Book Review: The Language of Thorns

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Rating Five Star

Title: The Language of Thorns

Author: Leigh Bardugo

Rating: 5/5 Stars

Series? Spin-Off of the Grishaverse

Goodreads

Book Depository  //  Dymocks  //  Booktopia


Disclaimer: I received this book from Hachette Australia in exchange for an honest review.

The Language of Thorns is an enchanting collection of folklores from Leigh Bardugo’s richly embellished Grishaverse. Aside from the pleasure of reading stories your favourite Grishaverse characters would have grown up hearing, the beguiling tales within this collection will captivate readers with their subversive narrative and beautiful composition. In these stories, you will find human truths hidden amongst dangerous beasts and courageous maidens – simply put, this is fairy tales at its finest.

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We have all grown up reading or hearing fairy tales, we know their rhythm as intimately as our own heartbeat. The stories within The Language of Thorns retains that familiar rhythm of a well-loved and oft-told fairy tale, yet they also manage to invent delightful and transformative twists. While Leigh Bardugo never flinches from portraying the cruelty and savagery of the Grishaverse in these tales, she doesn’t shy from infusing the stories with courage and optimism either. The writing throughout this collection is consistently lyrical and gorgeous, it’s one of those book that begs to be savoured on repeat.

I feel each of the six stories within deserve their own mini-review, so here goes. Continue reading “Book Review: The Language of Thorns”

Book Review: Little Fires Everywhere

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Rating Four Star

Title: Little Fires Everywhere

Author: Celeste Ng

Rating: 4.5/5 Stars

Series? No

Goodreads

Book Depository // Dymocks // Booktopia


Disclaimer: I received a copy of this book from Hachette Australia in exchange for an honest review

After reading Everything I Never Told You earlier in the year, Little Fires Everywhere instantaneously became one of my most anticipated releases for the second half of 2017. Little Fires Everywhere has all the elements that made Celeste Ng’s debut novel a triumph: an intimate examination of the relationships between family members, a nuanced portrayal of the various choices we make in life and where they lead us, and a riveting interplay between conformity and those who defies convention.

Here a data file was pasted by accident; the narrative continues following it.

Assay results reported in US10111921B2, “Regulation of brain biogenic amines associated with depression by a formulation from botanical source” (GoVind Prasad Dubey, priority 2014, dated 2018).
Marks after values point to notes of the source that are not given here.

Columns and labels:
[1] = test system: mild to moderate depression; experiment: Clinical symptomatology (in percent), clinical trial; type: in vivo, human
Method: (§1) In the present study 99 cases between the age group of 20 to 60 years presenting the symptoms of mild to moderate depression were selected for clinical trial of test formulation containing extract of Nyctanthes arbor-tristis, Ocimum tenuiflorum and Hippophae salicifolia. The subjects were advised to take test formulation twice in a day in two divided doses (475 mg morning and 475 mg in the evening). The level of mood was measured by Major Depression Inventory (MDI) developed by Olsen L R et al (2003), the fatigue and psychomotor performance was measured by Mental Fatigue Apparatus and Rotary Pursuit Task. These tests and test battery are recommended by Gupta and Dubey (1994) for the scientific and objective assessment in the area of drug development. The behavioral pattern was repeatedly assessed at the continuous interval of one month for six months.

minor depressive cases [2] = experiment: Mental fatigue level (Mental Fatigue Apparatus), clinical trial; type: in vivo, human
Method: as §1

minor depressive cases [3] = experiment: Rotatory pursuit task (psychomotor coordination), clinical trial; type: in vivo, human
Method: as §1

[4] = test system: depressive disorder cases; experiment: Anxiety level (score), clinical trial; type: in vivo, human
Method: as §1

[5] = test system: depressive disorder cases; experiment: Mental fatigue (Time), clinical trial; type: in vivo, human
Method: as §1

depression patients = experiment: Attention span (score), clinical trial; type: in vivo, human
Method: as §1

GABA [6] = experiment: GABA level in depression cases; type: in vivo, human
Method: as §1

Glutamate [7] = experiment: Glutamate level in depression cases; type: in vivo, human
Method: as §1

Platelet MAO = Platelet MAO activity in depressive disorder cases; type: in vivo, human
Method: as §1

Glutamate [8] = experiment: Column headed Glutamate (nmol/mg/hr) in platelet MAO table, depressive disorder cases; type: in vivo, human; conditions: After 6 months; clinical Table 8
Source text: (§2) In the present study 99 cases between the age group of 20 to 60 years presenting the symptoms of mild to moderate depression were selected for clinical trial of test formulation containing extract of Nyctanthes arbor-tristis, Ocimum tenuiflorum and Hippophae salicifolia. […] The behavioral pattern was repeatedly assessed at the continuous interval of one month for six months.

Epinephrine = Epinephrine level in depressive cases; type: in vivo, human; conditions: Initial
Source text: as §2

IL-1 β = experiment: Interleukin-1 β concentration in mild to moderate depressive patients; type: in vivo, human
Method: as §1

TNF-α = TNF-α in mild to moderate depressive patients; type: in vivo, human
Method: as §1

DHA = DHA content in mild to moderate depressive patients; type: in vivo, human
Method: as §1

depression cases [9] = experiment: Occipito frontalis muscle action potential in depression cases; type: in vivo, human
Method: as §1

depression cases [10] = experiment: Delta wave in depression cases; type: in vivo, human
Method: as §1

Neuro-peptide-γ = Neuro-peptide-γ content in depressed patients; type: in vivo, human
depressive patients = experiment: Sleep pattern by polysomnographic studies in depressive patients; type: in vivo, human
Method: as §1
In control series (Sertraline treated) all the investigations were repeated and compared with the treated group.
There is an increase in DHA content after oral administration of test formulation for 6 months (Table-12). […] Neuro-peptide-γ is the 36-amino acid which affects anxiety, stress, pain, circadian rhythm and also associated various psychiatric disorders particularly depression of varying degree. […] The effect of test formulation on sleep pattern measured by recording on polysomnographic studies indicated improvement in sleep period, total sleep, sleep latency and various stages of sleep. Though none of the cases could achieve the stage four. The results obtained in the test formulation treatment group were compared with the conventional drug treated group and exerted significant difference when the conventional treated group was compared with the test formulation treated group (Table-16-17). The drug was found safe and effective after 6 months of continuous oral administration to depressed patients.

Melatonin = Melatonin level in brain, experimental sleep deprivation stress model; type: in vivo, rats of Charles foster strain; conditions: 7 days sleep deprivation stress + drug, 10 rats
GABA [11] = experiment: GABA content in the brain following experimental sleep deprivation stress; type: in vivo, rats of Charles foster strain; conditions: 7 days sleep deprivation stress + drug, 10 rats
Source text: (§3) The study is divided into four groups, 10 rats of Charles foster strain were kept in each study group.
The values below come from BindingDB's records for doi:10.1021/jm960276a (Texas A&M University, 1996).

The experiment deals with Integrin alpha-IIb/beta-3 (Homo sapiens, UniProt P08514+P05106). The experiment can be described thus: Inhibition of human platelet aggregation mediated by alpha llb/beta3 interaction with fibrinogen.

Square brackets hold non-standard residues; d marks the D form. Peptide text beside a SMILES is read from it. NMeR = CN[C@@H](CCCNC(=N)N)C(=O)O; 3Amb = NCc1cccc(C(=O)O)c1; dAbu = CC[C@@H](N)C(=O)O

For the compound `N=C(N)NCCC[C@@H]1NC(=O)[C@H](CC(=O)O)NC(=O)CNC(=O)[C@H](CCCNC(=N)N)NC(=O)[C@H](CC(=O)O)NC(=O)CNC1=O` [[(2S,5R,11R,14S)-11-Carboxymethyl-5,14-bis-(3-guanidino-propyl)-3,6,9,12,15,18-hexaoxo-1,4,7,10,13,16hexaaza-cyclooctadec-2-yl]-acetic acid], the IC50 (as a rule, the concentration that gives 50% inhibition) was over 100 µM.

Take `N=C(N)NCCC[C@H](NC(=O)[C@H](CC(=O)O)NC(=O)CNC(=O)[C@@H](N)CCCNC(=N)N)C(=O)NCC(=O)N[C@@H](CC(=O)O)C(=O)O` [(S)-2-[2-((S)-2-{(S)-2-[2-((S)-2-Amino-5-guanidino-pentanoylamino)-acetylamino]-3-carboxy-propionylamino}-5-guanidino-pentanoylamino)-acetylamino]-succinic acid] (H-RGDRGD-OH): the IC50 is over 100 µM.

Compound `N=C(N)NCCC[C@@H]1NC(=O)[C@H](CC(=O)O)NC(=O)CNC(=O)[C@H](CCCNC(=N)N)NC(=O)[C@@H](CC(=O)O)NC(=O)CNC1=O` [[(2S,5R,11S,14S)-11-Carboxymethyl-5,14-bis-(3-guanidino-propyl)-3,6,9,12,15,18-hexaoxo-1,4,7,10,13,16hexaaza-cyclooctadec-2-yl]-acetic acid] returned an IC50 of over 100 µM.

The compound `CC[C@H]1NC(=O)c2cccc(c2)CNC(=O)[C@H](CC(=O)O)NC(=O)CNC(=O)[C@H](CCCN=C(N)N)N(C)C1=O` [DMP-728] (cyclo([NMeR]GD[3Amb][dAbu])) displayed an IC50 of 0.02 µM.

little fires everywhere

Little Fires Everywhere is set in Shaker’s Heights, an idyllic neighbourhood so distinctly confident with its orderly lifestyle that its motto is ‘Most communities just happen; the best are planned.’ Mrs Elena Richardson proudly lives by these words, and following rules have paid off in the form of a secure home in one of Shaker’s Heights more affluent neighbourhood – complete with a loving husband and four healthy teen children. The certainties in the Richardson’s lives are challenged when artist Mia Warren and her teen daughter, Pearl, moves into Shaker’s Heights. The dynamics between the two families create some tantalising conflicts which will unravel mysterious pasts and missed opportunities. Continue reading “Book Review: Little Fires Everywhere”

Book Review: Because You Love to Hate Me

35651100Rating Three Star

Title: Because You Love to Hate Me – 13 Tales of Villainy

Author: Various, all listed below. Edited by Ameriie.

Rating: 3/5 Stars

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Book Depository // Booktopia // Dymocks


Disclaimer: I received a copy of this book from Bloomsbury Australia in exchange for an honest review.

I’ve been very curious about this anthology ever since it was announced last year. Generally, the authors in the young adult community have a very strong social media presence, allowing them to interact with readers and bloggers on a daily basis. This collaboration between YA authors and some influential booktubers takes this relationship to a whole new level, and I was excited to see how this partnership would unfold. As with anthologies in general, I found this one a bit of a mixed bag – but it’s centred on villains, and I love to LOVE them. You can find short reviews of each individual story below.

Because You Love to Hate Me

The Blood of Imuriv by Renee Ahdieh, prompt by Christine Riccio

First Line: Everywhere Rhone walked, the nightmares followed.

I’m a fan of Renee Ahdieh’s descriptive writing style, but I felt this story lacked tension and was heavy on info-dump. The short story format does not lend itself well to adequate world-building, and although the story was set in space – the location and period could have changed and I would not have noticed any difference. I also found the story unfolded in a very clunky manner, with the villain’s internal monologue and motivation ringing false, perhaps this due to how restrictive and specific the prompt was. Continue reading “Book Review: Because You Love to Hate Me”